FREDERICK the Great used to make his own coffee, with much to-do and fuss. For water he used champagne. Then, to make the flavor stronger, he stirred in powdered mustard . . . Now to me, it seems improbable that Frederick truly liked this brew. I suspect him of bravado, or perhaps he was taste-blind." (Serve It Forth, by M.F.K. Fisher)
It is equally difficult to believe that most people enjoy the taste of the more than 500 million cups of coffee consumed each day in our country. For the most part, very little thought or care is given to the preparation of coffee, and too often it is not much more than brown water instead of the magnificent brew which might have been.
Of all the elements that can greatly improve coffee-making, one of the most important is a good coffee-grinder.
Most people believe the coffee bean goes into an immediate decline once ground - and this is true, up to a point. Extensive experimentation by a group of leading coffee-tasters found that beans ground 12 to 24 hours before use and stored in an airtight glass jar under refrigeration produced a smoother and mellower brew than coffee used immediately after grinding. To ensure freshness, only the necessary amount of beans should be ground, and the remainder stored in a freezer to guard the flavor.
For grinding, it is not necessary to select a coffee mill with a large capacity - a six-cup pot of American-style coffee requires less than a cup of ground beans. What the mill must have, however, is an easily adjustable grind system and a pass-through grinding mechanism.
The adjustable grind system will produce the fine powdery coffee necessary for Turkish, Greek and expresso coffee, or a medium-to-coarse grind used in today's electric coffee-makers.
The cast-iron, clamp-on model by Spong is a replica of an old English mill. The grind is adjustable, within narrow tolerances by setting a lever in the back. It can be clamped onto a table or mounted on a wall. The removable container for the ground coffee does not have the capacity that it should and it is bother-some to empty it after two ounces. But it is hand operated, and therefore in conformity with the president's energy-conservation program.
The time honored classic wooden coofee mill is still being made in France, just as it was at the turn of the century. The solid cube-shaped base is filled with a drawer which collects up to four ounces of ground coffee. The crank handle extends from the metal top which slides back for filling the [WORD ILLEGIBLE] . A clip is set at any of five notches under the handle to adjust the grind. The advantages of the wooden mill are its price, quaint design and manual operation. Its disadvantages are that the drawer for collecting the grounds often retains bits of coffee which may become rancid if not properly cleaned. The grind selection mechanism also does not allow for the full range and subtlety of size that one would like.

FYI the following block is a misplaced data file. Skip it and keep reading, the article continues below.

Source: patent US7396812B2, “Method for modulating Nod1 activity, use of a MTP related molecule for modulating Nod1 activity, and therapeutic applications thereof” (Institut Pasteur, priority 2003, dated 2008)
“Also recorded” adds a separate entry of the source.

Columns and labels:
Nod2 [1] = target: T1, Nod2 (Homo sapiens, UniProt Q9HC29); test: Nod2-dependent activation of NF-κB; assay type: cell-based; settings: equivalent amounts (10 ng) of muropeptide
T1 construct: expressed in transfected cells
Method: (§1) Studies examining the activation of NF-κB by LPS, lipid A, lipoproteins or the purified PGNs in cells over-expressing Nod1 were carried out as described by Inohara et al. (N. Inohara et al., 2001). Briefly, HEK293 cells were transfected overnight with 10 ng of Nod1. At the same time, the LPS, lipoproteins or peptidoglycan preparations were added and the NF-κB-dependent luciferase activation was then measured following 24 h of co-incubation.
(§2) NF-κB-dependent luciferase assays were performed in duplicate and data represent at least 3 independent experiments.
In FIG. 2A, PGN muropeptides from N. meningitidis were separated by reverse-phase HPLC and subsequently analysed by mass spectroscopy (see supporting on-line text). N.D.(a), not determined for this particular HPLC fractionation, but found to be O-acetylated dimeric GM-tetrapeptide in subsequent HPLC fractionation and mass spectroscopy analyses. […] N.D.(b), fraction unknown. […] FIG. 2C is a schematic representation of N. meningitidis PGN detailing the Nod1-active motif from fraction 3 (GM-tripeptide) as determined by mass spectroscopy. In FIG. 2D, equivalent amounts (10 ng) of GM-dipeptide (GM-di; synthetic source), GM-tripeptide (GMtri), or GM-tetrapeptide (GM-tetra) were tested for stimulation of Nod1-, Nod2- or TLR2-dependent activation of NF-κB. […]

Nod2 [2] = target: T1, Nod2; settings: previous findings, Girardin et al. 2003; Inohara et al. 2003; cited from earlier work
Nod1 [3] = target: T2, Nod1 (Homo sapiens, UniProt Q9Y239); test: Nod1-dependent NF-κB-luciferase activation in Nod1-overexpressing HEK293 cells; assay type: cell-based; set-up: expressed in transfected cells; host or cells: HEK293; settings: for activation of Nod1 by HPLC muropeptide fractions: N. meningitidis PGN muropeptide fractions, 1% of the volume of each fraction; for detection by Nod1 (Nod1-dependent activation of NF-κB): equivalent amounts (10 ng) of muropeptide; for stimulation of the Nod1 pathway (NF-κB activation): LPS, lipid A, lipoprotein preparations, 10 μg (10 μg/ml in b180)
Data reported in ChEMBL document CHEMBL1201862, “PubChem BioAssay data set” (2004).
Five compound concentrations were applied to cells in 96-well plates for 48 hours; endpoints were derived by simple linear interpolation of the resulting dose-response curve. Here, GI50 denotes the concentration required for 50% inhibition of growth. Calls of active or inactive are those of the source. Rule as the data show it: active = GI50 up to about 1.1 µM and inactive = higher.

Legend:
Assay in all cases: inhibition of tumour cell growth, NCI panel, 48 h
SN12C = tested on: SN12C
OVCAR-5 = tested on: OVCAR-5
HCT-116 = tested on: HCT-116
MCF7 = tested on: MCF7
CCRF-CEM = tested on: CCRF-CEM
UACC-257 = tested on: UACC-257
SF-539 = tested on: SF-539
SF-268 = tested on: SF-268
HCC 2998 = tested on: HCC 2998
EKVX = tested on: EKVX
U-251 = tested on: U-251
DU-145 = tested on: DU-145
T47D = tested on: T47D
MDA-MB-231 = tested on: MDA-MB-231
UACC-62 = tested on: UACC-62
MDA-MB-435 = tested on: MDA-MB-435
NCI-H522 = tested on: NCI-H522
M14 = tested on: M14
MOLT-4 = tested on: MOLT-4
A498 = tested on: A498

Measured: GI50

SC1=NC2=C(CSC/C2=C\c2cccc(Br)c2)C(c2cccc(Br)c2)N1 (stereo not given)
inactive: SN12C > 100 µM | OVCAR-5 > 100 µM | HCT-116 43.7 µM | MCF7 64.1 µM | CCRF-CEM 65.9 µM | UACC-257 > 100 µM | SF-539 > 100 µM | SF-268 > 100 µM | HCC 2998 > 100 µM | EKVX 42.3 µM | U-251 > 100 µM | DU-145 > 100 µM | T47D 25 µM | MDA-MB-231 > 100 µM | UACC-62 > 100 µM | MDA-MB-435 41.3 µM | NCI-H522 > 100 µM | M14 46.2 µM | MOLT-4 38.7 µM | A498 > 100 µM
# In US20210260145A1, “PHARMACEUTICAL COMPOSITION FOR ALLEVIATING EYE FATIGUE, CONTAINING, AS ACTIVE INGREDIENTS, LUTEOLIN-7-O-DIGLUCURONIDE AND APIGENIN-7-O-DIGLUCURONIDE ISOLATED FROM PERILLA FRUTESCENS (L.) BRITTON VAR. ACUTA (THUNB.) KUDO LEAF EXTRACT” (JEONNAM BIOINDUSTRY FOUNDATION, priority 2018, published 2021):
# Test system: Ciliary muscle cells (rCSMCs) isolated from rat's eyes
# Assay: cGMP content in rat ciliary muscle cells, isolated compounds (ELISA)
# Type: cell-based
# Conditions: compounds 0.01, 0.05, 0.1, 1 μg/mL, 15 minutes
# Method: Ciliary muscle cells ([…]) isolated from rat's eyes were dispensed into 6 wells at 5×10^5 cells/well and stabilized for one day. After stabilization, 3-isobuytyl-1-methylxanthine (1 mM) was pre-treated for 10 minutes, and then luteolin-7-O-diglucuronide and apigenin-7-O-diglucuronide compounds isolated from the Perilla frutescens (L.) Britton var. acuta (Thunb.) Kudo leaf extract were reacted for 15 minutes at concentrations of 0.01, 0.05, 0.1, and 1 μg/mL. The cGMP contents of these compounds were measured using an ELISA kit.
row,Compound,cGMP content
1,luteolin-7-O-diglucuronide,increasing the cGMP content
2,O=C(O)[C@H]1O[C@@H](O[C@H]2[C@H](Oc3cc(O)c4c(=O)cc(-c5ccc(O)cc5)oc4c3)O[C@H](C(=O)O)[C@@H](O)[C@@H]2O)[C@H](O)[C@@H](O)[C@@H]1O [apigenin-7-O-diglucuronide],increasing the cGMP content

The best of the electric coffee mills are the Clemex, Krups and Braun units. Each is neat, compact and made of easy-to-clean plastic. The grinds be set for any of a series of textures from coarse to power. The whole beans go into the hopper at the top, down through the grinding mechanism, and finally into the ground-coffee container.
The Chemex mill has a measuring scale on the hopper indicating how many beans are being used, as well as a scale in the storage container for measuring results. It also comes with a little clip attached to the storage container, so it can be placed in the refrigerator until one is ready to use the burns. The Krups model has a series of bracket mounts for attaching the mill to a wall or the side of a table, allowing additional counter space.
There are a number of coffee mills with a large-capacity hopper on top for the storage of unground beans. Reset this tempertaure immediately after roasting, coffee beans begin to go stale unless vacuum-packed; and the process of deterioration is complete in 7 to 10 days. The freshly ground bean should be stored in the freeze - not in the hopper of the mill.
In an attempt to provide a small appliance for every milling purpose, a number of manufacturers have produced mills utilizing propeller-type blades which determine the grind by the length of time the blades are whirling. These devices produce an uneven grind which results in an uneven brew.